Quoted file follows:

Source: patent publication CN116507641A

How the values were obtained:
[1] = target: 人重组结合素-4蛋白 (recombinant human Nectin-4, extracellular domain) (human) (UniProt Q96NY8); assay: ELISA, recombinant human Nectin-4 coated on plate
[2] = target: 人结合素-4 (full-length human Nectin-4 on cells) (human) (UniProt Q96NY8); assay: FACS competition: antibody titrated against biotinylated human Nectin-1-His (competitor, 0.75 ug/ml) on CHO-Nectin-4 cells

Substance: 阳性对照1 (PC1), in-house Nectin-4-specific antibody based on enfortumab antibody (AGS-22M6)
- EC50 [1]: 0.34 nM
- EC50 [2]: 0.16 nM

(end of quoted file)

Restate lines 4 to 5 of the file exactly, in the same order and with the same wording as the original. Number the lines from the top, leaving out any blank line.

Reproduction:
[2] = target: 人结合素-4 (full-length human Nectin-4 on cells) (human) (UniProt Q96NY8); assay: FACS competition: antibody titrated against biotinylated human Nectin-1-His (competitor, 0.75 ug/ml) on CHO-Nectin-4 cells

Substance: 阳性对照1 (PC1), in-house Nectin-4-specific antibody based on enfortumab antibody (AGS-22M6)